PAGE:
You are here

Glacier National Park Officials Want To Stablize Heavens Peak Lookout


Glacier National Park officials are proposing to rehabilitate the historic Heavens Peak Lookout. NPS photos.

If you knew where to look, you could spot the old fire lookout tower atop Heavens Peak in Glacier National Park. It's there, albeit in a somewhat deteriorating condition, as you might expect after 65 years. That's why park officials want to develop a stabilization plan to shore-up the historic tower built by conscientious objectors during World War II.

The goal of the project, park officials say, is to repair the Heavens Peak lookout so it can stand for another 20 years. The work would slow down the accelerating deterioration so that this historic structure can remain on the landscape as part of Glacier’s cultural history, they add.

Constructed in 1945, the Heavens Peak Lookout was listed in the National Register of Historic Places in 1986 and embodies the NPS rustic design philosophy of buildings that are “harmonious” with the landscape. The lookout is located on Heavens Peak, within recommended wilderness inside Glacier National Park. It lies within an area of high grizzly bear density.

Park officials say the lookout is structurally sound at this time, but that the deteriorating roof and missing shutters threaten its long-term survival. The proposed project, estimated to cost $80,000 and funded in large part by the Glacier National Park Fund, is being reviewed under an environmental assessment. The scope of work calls for repairs to the roof, shutters and exposed exterior wood surfaces, painting of the exterior, and stabilization of the masonry.

The park's proposal would not, however, include blazing a trail to the lookout to make it easier for park visitors to see this piece of the past. While folks can bushwhack through alder forests to reach the lookout, relatively few currently do because of the daunting task.

In addition to the proposed action, two other alternatives have been identified to date: 1) no action, in which case the lookout would eventually be lost, and 2) rehabilitation that would fully rehabilitate the lookout and re-build the trail access to the lookout.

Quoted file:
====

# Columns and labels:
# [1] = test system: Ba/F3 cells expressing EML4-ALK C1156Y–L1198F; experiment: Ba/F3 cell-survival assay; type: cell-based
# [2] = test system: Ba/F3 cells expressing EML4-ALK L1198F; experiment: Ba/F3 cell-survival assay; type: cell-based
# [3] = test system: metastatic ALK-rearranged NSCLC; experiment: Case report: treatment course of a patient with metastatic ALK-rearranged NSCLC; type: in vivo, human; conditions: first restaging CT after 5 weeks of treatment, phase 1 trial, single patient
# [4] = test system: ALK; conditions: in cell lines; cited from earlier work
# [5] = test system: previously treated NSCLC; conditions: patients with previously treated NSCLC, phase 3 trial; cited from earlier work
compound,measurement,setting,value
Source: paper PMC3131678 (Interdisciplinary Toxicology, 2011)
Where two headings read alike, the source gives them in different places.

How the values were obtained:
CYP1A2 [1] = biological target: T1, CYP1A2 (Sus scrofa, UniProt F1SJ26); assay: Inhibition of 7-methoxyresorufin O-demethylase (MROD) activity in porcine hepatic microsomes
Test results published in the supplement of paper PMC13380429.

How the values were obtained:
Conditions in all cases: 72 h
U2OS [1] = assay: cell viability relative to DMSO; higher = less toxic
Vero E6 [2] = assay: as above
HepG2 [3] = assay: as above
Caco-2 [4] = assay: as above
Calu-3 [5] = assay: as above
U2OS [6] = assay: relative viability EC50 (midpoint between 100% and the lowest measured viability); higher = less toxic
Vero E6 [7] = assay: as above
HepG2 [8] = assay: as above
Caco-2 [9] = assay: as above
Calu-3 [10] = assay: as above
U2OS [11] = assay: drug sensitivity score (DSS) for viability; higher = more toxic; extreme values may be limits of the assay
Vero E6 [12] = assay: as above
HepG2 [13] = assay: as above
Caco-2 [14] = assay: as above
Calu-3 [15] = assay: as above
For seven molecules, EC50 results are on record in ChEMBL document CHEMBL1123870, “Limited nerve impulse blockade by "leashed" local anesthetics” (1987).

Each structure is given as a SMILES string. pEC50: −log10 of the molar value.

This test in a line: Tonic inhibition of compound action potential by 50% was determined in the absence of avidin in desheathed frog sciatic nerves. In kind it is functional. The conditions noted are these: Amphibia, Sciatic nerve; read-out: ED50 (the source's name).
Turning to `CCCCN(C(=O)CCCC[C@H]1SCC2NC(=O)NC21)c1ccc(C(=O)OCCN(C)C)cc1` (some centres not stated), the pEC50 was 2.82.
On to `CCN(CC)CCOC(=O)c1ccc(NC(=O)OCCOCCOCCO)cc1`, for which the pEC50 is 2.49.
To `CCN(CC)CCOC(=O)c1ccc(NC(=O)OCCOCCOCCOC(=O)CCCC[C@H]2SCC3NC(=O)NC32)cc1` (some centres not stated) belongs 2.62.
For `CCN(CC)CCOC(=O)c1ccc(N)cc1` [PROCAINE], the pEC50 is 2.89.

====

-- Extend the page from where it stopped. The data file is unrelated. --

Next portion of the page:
Comments and concerns on the proposed Heavens Peak Stabilization project should be submitted online by Monday, August 16, at or mailed to: Superintendent, Glacier National Park, Heavens Peak Lookout EA, P.O. Box 128, West Glacier, MT 59936. There will be another opportunity for review and comment when the environmental assessment is completed.

Traveler's recommendation: Restore the lookout and maintain a trail so park visitors can more easily see this historic facility. Currently, you can spy the lookout from the Granite Park Chalet and from a point along "the Loop" of the Going-to-the-Sun Road. Or you can bushwhack up the mountainside.


I have been keeping track of the ongoings of the Heaven's Peak Lookout project; hoping that something different than their original approach would be undertaken.
I have been lucky enough to have hiked to the Lookout on a number of occasions. During the 70's I hiked on the old trail but the last time I was at the Lookout in the early 2000's the trail was almost impossible lto find.
I still think the best approach is to rebuild the trail, using mostly volunteer labor. I am sure that there would be many that would love the chance to work on that project; me included.
After the Lookout is rebuilt it could be opened to volunteer workers to keep it maintained during the summer; painting etc.
I think to rebuild the Lookout without first addressing the trail is a big mistake. I do know it would be a big undertaking to rebuild the trail but am sure it could be done.
This is a project that could set a good example of management working with volunteers to continue to keep this old lookout standing proudly once again.
Thankyou for giving us an opportunity to express our concerns.
Donald Stolte
298 Blanchard Lake Road
Whitefish, Mt. 59937

The increased activity with the old lookout will probably encourage more hikers to visit the area. It's time to re-establish a good trail. I would love to hike to the lookout as I've never done so, but it would be safer with a trail. Not only can hikers share information about dangers ahead, but also if someone gets hurt, it won't be long until another hiker passes by and could offer assistance.

Add comment


This question is for testing whether or not you are a human visitor and to prevent automated spam submissions.

National Parks Traveler's Essential Park Guide